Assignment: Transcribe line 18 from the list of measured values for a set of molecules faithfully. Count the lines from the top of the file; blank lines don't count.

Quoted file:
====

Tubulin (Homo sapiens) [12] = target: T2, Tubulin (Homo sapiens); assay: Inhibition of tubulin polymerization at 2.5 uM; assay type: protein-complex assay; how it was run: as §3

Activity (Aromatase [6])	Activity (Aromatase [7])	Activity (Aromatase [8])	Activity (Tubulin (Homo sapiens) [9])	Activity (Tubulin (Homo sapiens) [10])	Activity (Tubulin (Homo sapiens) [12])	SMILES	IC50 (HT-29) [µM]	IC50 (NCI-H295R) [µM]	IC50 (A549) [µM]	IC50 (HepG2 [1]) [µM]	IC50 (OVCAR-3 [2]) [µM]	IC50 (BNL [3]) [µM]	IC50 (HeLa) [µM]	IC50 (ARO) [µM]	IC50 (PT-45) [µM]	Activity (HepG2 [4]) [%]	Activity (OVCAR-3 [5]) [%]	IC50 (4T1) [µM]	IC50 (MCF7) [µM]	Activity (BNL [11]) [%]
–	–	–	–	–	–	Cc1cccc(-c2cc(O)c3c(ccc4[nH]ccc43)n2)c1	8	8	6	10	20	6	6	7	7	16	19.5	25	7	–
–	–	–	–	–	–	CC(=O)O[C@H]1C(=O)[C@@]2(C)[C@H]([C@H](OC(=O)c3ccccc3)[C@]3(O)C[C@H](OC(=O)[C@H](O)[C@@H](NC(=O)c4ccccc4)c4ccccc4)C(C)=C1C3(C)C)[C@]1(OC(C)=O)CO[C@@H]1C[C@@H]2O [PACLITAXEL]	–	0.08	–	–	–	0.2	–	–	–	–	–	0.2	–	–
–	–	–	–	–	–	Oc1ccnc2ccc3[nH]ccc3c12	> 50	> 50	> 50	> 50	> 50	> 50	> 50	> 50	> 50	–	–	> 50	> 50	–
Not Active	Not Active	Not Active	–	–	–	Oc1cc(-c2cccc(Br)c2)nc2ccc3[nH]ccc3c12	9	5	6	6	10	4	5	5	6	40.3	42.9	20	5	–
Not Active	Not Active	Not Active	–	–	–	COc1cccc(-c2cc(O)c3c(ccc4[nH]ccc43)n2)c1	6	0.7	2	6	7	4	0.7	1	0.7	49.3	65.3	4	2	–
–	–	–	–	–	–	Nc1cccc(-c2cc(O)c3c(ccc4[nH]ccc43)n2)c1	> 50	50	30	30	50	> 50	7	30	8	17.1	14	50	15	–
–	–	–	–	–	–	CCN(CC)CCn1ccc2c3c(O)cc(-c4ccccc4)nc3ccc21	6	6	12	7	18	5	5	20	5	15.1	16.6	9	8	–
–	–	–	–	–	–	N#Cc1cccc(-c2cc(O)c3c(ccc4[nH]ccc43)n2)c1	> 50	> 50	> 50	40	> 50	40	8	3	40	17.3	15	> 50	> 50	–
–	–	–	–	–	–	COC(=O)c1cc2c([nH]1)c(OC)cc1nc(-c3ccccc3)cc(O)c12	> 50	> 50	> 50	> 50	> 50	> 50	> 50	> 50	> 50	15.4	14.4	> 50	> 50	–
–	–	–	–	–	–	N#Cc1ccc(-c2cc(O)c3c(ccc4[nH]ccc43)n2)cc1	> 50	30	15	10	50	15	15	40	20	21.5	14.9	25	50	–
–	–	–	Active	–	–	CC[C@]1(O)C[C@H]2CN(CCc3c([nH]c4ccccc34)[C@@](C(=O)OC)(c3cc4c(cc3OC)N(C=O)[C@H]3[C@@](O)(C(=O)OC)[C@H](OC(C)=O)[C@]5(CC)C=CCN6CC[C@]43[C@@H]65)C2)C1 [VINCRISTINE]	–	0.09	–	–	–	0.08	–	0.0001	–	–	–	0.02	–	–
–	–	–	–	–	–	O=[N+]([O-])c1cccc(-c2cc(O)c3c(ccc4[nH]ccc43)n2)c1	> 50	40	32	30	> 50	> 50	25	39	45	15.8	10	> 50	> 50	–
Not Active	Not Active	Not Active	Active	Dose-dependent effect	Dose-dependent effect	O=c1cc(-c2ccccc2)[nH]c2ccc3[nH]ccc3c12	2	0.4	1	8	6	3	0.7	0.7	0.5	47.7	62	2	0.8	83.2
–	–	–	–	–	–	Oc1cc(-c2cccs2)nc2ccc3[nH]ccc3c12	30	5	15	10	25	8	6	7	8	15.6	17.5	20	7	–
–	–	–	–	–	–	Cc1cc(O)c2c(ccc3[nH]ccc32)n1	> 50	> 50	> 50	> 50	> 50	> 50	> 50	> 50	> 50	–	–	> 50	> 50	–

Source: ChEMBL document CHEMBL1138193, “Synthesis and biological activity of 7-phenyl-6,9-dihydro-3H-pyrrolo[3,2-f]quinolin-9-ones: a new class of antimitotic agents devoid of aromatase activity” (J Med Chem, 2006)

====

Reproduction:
Source: ChEMBL document CHEMBL1138193, “Synthesis and biological activity of 7-phenyl-6,9-dihydro-3H-pyrrolo[3,2-f]quinolin-9-ones: a new class of antimitotic agents devoid of aromatase activity” (J Med Chem, 2006)